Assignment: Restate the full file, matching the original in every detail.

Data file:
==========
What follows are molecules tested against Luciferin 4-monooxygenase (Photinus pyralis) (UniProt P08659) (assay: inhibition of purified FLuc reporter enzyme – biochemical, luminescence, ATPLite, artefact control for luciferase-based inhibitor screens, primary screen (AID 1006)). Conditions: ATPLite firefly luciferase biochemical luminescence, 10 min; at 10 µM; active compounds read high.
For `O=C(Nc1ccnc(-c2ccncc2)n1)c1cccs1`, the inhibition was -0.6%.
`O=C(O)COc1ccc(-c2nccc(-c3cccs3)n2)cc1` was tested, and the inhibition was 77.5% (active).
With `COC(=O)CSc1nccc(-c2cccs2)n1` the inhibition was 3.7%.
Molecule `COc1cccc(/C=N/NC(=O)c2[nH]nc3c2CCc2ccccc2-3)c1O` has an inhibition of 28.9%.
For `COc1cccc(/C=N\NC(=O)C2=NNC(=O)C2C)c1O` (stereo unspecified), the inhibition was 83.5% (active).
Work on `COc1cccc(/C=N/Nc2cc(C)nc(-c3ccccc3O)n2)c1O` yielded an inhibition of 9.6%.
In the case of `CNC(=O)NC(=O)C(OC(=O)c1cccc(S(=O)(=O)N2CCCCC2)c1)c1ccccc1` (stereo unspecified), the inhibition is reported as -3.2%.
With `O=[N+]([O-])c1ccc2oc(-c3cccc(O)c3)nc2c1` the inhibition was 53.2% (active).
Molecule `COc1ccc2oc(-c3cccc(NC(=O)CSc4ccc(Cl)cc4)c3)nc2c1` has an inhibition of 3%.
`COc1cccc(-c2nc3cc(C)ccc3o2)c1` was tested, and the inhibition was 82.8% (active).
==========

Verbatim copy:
What follows are molecules tested against Luciferin 4-monooxygenase (Photinus pyralis) (UniProt P08659) (assay: inhibition of purified FLuc reporter enzyme – biochemical, luminescence, ATPLite, artefact control for luciferase-based inhibitor screens, primary screen (AID 1006)). Conditions: ATPLite firefly luciferase biochemical luminescence, 10 min; at 10 µM; active compounds read high.
For `O=C(Nc1ccnc(-c2ccncc2)n1)c1cccs1`, the inhibition was -0.6%.
`O=C(O)COc1ccc(-c2nccc(-c3cccs3)n2)cc1` was tested, and the inhibition was 77.5% (active).
With `COC(=O)CSc1nccc(-c2cccs2)n1` the inhibition was 3.7%.
Molecule `COc1cccc(/C=N/NC(=O)c2[nH]nc3c2CCc2ccccc2-3)c1O` has an inhibition of 28.9%.
For `COc1cccc(/C=N\NC(=O)C2=NNC(=O)C2C)c1O` (stereo unspecified), the inhibition was 83.5% (active).
Work on `COc1cccc(/C=N/Nc2cc(C)nc(-c3ccccc3O)n2)c1O` yielded an inhibition of 9.6%.
In the case of `CNC(=O)NC(=O)C(OC(=O)c1cccc(S(=O)(=O)N2CCCCC2)c1)c1ccccc1` (stereo unspecified), the inhibition is reported as -3.2%.
With `O=[N+]([O-])c1ccc2oc(-c3cccc(O)c3)nc2c1` the inhibition was 53.2% (active).
Molecule `COc1ccc2oc(-c3cccc(NC(=O)CSc4ccc(Cl)cc4)c3)nc2c1` has an inhibition of 3%.
`COc1cccc(-c2nc3cc(C)ccc3o2)c1` was tested, and the inhibition was 82.8% (active).